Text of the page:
Photocatalytic oxidation of carbamazepine in triclinic-WO3 suspension: Role of alcohol and sulfate radicals in the degradation pathway
•Photocatalytic oxidation of carbamazepine using WO3 with S2O82− oxidant is reported.•Alcohols altered the degradation rate depending on its nature and concentration.•Generated radicals were proved using ESR spectroscopy.•SO4− is believed to play a dominating role with the presence of methanol.•Methanol played a dual role: radical quencher and cleaning agent in the process.
The photocatalytic oxidation of carbamazepine (CBZ, an antiepileptic drug frequently detected in surface water and WWTP effluent) in WO3 suspension under the irradiation of 420 nm lamps has been investigated. The addition of S2O82− to this process can significantly accelerate the CBZ degradation. It was interesting to observe that conventional radical quenchers like methanol and ethanol promoted the photocatalytic oxidation of CBZ at low concentration (<100 mM), while the tert-butanol inhibits or accelerates the CBZ degradation depending on its concentration. To explore this, the decomposition of CBZ with and without the presence of methanol was investigated in details through the comparison of evolution of intermediates/products, and the comparison of generated radicals by ESR spectroscopy in the process. Sulfate radicals are believed to play a major role during CBZ decay with the presence of methanol in this process. It was found the rate enhancement of methanol is likely due to the competition between quenching effect and cleaning effect on the catalyst surface. In addition, the reaction mechanism reveals that CBZ degradation is mainly dominant by the electrophilic attack of radicals at olefinic double bond in the central heterocyclic ring, leading to ring-opening and formation of various intermediates.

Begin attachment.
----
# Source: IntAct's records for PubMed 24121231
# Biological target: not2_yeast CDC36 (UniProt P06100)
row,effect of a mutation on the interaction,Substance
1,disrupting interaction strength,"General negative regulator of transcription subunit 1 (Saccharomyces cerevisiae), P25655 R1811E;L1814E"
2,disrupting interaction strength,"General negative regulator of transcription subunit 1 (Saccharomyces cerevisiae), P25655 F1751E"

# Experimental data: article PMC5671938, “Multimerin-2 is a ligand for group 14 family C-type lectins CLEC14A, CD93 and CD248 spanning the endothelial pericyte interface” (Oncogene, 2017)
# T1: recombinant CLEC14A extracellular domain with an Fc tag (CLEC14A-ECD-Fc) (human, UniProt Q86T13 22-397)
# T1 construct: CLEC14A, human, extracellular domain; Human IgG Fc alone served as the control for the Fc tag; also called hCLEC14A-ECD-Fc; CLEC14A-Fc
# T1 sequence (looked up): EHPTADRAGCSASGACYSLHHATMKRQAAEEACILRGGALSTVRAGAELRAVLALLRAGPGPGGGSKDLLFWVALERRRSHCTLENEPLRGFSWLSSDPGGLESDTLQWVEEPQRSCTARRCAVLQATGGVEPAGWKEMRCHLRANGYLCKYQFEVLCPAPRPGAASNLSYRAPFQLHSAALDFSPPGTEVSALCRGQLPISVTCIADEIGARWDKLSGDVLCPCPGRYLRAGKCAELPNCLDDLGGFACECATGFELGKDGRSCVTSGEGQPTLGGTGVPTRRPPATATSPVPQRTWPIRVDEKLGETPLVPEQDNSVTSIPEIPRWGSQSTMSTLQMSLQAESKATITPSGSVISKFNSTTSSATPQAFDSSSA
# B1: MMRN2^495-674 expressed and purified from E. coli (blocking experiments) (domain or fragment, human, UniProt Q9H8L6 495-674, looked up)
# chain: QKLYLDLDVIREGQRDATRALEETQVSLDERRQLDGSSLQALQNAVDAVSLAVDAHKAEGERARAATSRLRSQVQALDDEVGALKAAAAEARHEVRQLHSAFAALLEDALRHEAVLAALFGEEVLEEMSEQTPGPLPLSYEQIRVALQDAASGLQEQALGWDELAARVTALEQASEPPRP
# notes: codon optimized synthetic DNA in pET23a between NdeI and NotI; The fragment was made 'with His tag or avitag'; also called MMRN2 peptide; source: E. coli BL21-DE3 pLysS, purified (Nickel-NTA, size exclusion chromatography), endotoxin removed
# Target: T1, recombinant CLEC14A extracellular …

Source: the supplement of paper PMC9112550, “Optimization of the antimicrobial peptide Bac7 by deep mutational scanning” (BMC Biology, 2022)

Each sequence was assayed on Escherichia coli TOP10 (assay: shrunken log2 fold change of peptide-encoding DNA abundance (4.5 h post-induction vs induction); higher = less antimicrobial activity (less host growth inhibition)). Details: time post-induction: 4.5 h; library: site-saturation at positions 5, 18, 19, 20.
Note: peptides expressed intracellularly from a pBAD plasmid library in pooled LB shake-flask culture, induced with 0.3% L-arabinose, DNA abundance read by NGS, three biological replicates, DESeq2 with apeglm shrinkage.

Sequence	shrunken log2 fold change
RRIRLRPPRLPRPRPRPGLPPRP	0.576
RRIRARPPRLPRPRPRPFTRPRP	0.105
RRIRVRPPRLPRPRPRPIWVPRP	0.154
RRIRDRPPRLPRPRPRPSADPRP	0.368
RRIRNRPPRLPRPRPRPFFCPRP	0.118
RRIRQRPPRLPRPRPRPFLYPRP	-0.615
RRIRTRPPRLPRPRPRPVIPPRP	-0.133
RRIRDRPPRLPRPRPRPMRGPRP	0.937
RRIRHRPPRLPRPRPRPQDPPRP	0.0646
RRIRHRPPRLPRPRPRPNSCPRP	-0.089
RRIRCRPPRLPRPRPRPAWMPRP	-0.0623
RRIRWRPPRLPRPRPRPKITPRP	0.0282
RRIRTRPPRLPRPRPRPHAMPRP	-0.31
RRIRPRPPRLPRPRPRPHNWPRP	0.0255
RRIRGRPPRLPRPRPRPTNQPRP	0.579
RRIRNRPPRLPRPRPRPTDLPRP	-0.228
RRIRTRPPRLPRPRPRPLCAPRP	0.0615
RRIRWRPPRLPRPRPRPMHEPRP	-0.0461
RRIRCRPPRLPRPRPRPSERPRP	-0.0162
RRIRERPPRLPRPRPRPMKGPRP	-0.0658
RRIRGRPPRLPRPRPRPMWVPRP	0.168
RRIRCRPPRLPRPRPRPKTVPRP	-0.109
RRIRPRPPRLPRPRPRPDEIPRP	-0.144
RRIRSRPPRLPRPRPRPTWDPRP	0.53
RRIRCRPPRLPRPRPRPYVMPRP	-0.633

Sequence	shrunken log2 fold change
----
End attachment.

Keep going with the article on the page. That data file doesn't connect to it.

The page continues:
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Journal: Applied Catalysis A: General - Volume 468, 5 November 2013, Pages 240–249